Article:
Ethanol Not All it's Cracked Up to Be

I rarely get into political type discussion here, but I found this subject too loaded to ignore.

As with many political bandwagons, it seems that ethanol as the savior of our fossil fuel consumption is much more a nice idea than it is a practical one. Here are a couple talking points from a recent article on the subject.

“And a study by the International Institute for Sustainable Development found that ethanol subsidies amount to as much as $1.38 per gallon — about half of ethanol’s wholesale market price.”

That’s taxpayer money. A sustainable fuel source, but half of it is paid from my taxes? Hmmm.

“But as a gasoline substitute, ethanol has big problems: Its energy density is one-third less than gasoline, which means you have to burn more of it to get the same amount of power. It also has a nasty tendency to absorb water, so it can’t be transported in existing pipelines and must be distributed by truck or rail, which is tremendously inefficient.”

Which in effect puts huge limits on how much can be distributed even if it is produced.

“...gasoline, which has an energy balance of 5-to-1. In contrast, the energy balance of corn ethanol is only 1.3-to-1 – making it practically worthless as an energy source. “Corn ethanol is essentially a way of recycling natural gas,” says Robert Rapier, an oil-industry engineer who runs the R-Squared Energy Blog.”

And almost all of the “1” side of the “1.3:1” ratio is produced by fossil fuels. So much for ending reliance upon foreign oil.

“The most seductive myth about ethanol is that it will free us from our dependence on foreign oil. But even if ethanol producers manage to hit the mandate of 36 billion gallons of ethanol by 2022, that will replace a paltry 1.5 million barrels of oil per day — only seven percent of current oil needs. Even if the entire U.S. corn crop were used to make ethanol, the fuel would replace only twelve percent of current gasoline use.”

So we can’t produce enough to even dent our fossil fuel use (and as mentioned above, even if we do, we can’t transport it). Interesting.

“since America provides two-thirds of all global corn exports, the impact is being felt around the world. In Mexico, tortilla prices have jumped sixty percent, leading to food riots. In Europe, butter prices have spiked forty percent, and pork prices in China are up twenty percent. By 2025, according to Runge and Senauer, rising food prices caused by the demand for ethanol and other biofuels could cause as many as 600 million more people to go hungry worldwide.”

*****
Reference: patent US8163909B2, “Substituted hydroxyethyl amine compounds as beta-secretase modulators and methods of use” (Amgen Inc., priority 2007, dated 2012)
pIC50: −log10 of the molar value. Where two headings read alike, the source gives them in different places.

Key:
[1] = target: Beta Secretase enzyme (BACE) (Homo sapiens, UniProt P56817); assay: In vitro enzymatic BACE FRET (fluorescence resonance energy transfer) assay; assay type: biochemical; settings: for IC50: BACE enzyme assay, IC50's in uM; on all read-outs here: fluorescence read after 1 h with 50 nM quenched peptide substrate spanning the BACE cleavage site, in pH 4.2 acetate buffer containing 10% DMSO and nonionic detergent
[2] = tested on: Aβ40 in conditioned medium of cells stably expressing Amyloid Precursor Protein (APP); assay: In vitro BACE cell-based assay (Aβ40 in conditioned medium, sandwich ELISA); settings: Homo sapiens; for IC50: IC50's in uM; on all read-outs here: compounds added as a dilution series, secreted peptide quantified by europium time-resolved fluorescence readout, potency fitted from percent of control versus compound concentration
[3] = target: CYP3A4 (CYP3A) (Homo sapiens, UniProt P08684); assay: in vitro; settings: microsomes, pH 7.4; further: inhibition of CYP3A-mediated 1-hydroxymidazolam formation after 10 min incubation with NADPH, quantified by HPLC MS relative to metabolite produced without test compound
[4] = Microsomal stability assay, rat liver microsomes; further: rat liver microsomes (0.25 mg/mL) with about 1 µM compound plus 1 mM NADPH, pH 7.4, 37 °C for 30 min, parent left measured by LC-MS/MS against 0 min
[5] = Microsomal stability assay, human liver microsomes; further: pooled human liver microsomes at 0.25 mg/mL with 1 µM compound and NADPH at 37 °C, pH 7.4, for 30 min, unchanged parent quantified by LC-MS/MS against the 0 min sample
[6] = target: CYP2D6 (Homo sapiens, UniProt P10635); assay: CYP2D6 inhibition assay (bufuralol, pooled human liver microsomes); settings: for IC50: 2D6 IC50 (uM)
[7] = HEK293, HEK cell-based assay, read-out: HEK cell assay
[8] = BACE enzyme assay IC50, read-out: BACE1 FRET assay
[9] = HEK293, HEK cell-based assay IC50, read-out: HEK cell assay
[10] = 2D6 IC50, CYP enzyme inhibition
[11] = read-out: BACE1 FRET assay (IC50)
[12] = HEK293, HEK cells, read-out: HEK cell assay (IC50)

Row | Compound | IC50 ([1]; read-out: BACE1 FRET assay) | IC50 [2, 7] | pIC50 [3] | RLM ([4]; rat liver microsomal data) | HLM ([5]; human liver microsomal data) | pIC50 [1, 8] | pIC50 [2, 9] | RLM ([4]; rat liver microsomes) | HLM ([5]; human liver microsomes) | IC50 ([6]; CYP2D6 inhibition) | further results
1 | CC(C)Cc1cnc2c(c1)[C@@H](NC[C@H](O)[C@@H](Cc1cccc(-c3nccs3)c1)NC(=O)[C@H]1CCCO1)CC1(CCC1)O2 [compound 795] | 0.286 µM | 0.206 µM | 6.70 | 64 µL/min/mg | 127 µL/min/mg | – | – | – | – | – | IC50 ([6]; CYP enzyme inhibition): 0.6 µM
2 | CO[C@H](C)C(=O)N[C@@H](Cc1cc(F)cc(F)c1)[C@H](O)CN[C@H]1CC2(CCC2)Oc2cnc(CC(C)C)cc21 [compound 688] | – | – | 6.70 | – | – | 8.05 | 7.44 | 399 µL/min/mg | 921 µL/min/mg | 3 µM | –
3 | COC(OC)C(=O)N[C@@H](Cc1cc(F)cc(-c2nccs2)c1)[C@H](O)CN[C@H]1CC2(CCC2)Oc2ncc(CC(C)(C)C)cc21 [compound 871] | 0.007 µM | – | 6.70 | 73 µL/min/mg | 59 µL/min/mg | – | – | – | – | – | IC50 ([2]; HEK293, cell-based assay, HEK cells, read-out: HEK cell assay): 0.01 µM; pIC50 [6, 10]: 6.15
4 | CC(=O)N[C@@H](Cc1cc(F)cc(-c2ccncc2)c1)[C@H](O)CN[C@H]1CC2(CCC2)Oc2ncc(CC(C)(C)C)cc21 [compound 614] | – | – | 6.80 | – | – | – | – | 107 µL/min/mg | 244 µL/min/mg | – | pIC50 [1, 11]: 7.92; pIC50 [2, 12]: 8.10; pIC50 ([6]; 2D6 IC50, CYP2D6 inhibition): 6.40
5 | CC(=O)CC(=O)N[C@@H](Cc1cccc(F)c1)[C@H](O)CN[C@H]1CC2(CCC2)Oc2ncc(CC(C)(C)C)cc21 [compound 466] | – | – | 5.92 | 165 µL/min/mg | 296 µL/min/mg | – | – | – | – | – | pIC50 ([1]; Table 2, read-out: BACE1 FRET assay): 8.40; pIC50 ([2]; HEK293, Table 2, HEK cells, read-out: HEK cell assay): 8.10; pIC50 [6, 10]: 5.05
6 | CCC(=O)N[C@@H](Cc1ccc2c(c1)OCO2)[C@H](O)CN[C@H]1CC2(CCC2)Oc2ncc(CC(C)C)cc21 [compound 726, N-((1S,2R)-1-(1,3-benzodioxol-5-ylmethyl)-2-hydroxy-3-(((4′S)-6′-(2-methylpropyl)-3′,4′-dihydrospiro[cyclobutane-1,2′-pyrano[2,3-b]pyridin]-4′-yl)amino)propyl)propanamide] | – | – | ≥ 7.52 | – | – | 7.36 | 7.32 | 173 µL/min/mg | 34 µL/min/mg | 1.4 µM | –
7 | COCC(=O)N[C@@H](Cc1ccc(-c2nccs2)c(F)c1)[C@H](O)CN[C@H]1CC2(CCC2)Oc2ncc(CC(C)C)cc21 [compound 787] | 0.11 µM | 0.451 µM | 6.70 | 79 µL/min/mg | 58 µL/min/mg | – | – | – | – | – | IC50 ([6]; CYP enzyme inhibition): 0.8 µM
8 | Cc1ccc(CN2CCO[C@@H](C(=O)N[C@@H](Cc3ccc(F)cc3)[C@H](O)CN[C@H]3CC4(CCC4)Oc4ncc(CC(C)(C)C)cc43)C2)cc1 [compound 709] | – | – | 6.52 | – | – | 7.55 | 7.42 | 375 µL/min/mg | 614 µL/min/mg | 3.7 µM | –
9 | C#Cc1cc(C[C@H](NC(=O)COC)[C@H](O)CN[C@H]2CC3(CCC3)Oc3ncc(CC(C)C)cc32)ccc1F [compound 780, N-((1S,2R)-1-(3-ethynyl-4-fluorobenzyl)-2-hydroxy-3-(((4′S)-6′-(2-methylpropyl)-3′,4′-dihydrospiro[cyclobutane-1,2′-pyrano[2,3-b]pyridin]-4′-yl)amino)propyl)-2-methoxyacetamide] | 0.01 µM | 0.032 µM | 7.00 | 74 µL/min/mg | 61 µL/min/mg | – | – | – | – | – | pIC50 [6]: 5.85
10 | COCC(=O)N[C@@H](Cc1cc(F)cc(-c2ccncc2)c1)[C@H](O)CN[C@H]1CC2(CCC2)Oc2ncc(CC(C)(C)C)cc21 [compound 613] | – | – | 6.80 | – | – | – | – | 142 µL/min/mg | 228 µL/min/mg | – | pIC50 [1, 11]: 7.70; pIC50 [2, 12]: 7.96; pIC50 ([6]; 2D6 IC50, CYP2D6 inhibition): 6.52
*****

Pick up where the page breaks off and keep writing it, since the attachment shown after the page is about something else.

But what’s a few more starving so that I can feel good about “buy USA”.

In short, read the article and remember a few of these things the next time your favorite politician points to the promised land of ethanol.

  1. Not only is it political, but Ethanol is no better tasting than Gasoline. I want my money back.

    Nathan Smith is the author. Aug 1, 12:32 is the time. <
  2. A copy of the IISD’s report that is cited in the Rolling Stone article, “Biofuels—At What Cost?: Government Support for Ethanol and Biodiesel in the United States” can be downloaded from our website:

    Ron Steenblik (Global Subsidies Initiative) is the author. Aug 2, 00:48 is the time. <
  3. I tend to agree with your statements… I don’t think ethanol is the real way forward. We HAVE to find a way forward, regardless, though. I still can’t believe that in the year 2007 we’re relying on fossil fuels to power our vehicles. By now I’m convinced we should have come up with much more energy and ecologically efficient methods. Ethanol is not the best answer, but there ARE some good answers out there— the problem is these answers are cheaper. What this means is they are not a good investment for industry— people still want this industry to be huge, because countries actually run their economy on fossil fuels. Not trying to get all ‘conspiracy theory’ on this, but the truth is that they will much more accept an expensive substitute than a cheap one, for the sake of keeping industry going.

    affiliate is the author. Aug 9, 03:27 is the time. <
  4. That’s an interesting theory, there, affiliate. I can see where you’re coming from, but what are some of these cheaper alternative that already exist?

    Nathan Logan is the author. Aug 9, 15:58 is the time. <